Larry Gagosian and Jeffrey Deitch join forces to organize Unrealism, an exhibition of figurative work fit for a museum. Featuring a who’s who of artists, you may not even need to see anything else this year.

On view December 2nd through the 6th at the Moore Building (191 NE 40th Street, Miami)

Before and Further

A look through DABSMYLA’s colorfully massive indoor / outdoor installation at the Modernica Factory in Vernon, CA. This is your last week to see the show, on view through November 15th, 2015.

More info here

A Look Through ‘All Types of Characters’

Our curated group exhibition is on view Monday through Friday at Joshua Liner Gallery until July 10th, 2015.

Featuring: Andrew Jeffrey Wright, Andy Jenkins, Andy Rementer, Bill Plympton, Caleb Neelon, Chris DAZE Ellis, Chris Pape, Christian Rex van Minnen, Frohawk Two Feathers, Hiro Kurata, HuskMitNavn, Jaimie Warren, Jason Jägel, Jay Howell, Jeanette Hayes, Jim Houser, Luke Pelletier, Mark Mulroney, Mark Thomas Gibson, Matt Leines, Mel Kadel, Michael Alvarez, Michael Gaughan, Mr. Kiji, Othelo Gervacio, Raina Hamner, Richard Colman, STEEL, Steve Nazar, SUB, Taylor McKimens, Thom Lessner, Timothy Uriah Steele, and Winnie Truong.

For purchase inquiries contact: info@joshualinergallery.com

Morning

A look through HuskMitNavn’s new show at V1 Gallery about the beginning of the day.

50 Shades of Paint: An Interview with Sam Friedman

Tomorrow (2/14) is the last day to see artist Sam Friedman’s ambitious solo show “Happy Places” at Joshua Liner Gallery in NYC. We caught up with him last night over text message to talk about all things enjoyable.
 
Beaches, sunsets, lobsters, bongs, legs. These are your happy places?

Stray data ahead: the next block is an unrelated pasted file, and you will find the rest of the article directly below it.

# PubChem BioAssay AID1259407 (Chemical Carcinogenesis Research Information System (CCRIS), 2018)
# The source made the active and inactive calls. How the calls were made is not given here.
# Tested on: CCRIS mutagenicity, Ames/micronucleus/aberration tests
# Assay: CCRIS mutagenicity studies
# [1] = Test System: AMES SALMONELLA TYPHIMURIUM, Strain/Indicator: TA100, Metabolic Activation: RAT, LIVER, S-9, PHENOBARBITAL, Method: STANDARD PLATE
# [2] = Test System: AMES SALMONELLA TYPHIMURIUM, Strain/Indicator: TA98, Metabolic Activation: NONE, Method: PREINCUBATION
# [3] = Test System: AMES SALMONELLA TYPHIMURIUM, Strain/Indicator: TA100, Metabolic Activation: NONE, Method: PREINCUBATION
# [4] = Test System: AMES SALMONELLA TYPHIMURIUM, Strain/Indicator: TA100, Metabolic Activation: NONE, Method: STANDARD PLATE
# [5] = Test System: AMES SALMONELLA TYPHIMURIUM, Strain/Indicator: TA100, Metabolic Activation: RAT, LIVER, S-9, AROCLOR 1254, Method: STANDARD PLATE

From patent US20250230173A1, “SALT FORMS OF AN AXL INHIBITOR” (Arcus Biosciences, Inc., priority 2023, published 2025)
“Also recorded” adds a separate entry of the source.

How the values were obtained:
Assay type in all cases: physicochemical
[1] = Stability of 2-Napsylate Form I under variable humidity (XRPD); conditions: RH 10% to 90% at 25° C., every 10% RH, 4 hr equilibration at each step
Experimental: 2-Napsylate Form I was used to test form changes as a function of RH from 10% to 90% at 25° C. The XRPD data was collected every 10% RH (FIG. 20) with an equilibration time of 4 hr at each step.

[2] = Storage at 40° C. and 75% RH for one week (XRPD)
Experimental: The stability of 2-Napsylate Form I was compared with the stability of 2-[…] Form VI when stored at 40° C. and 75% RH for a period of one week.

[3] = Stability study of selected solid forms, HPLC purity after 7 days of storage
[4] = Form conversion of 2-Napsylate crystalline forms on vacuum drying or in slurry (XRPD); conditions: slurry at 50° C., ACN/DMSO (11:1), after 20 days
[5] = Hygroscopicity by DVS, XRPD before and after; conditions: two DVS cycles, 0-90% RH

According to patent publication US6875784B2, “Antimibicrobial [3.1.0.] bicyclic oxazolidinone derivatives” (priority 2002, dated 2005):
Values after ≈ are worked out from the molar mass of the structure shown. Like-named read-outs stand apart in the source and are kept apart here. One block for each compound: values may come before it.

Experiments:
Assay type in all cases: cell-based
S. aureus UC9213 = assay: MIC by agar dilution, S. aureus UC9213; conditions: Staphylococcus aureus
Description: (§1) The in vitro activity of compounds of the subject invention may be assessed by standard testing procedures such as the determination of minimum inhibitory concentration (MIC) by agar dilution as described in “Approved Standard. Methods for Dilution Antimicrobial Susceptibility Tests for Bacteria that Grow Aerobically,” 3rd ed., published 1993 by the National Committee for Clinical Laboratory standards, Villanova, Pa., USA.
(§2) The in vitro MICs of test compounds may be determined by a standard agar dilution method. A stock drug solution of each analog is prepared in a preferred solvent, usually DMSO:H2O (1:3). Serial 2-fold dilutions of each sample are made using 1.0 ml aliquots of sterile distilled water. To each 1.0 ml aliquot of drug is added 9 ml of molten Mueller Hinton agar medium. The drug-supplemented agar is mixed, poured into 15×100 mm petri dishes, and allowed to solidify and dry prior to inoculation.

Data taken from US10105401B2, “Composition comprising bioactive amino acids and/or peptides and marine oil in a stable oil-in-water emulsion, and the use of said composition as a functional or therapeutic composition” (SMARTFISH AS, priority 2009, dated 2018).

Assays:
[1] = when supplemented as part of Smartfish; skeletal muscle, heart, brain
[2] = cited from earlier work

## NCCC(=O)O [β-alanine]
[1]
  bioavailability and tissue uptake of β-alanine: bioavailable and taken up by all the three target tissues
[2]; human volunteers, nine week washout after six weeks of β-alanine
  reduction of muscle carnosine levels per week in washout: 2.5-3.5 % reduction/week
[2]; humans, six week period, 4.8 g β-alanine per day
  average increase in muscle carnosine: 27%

Pretty much. They’re some of the things in life to enjoy.

They all go hand in hand. Can you tell me about the Great Wall of Happy. There’s 50 pieces there. What was the process like to create them?

I worked on all of them at one time. They were all laid out on a wall of my studio, while I was painting them, in a way similar to the way they were hung in the gallery. I liked the way they look on the wall hanging as one unit, but each piece is definitely its own painting.

How many jars of paint do you think you used?

Ha ha Ha ha ha… Honestly, I don’t even have a ballpark idea.

Do you ever see a difference in your subject matter depending on the season?

Nope.

Yeah. I guess a happy place is an all the time thing.

Maybe that’s the goal?

Definitely, it’s my goal in life. Can you talk briefly about the composition of your work? With the exception of the large painting in the back, the subjects are cropped. Is there a way you plan this or is it spontaneous?

Yeah, they are loosely planned out by doing small compositional drawings on file cards. The drawings are usually nothing more than a few lines and a circle.

So what’s next for you? More happy places?

I’ve got some new painting themes that I am working on, but they are top secret.
 

Inside The Kinfolk Family Artshow

Sure the show isn’t up any longer, but that doesn’t mean it can’t live on through the internet. Featuring artists with affiliations to Kinfolk, the Williamsburg-by-Japan mecca of culture, the family show was a banger. Next up in the Kinfolk 94 space is a one night only affair tomorrow night (1/22) for The Flop Box’s ABC Zine release party featuring some of your favorite graffiti artists. Enjoy.

[Read more]

Plants, Sports Cards, and Portraits

Jonas Wood’s new exhibition of work at David Kordansky Gallery in LA is MAJOR.

DUCKS

By the time that you’ve finished looking through the entirety of this massive group show curated by Ryan Travis Christian, you’ll have more thoughts than you previously had on the quacking creature. Whether those thoughts are good or bad is completely up to you. Just know that there’ll be more.

On view at Greenpoint Terminal Gallery through November 29th, 2014

Page 1 of 1312345...10...Last Page »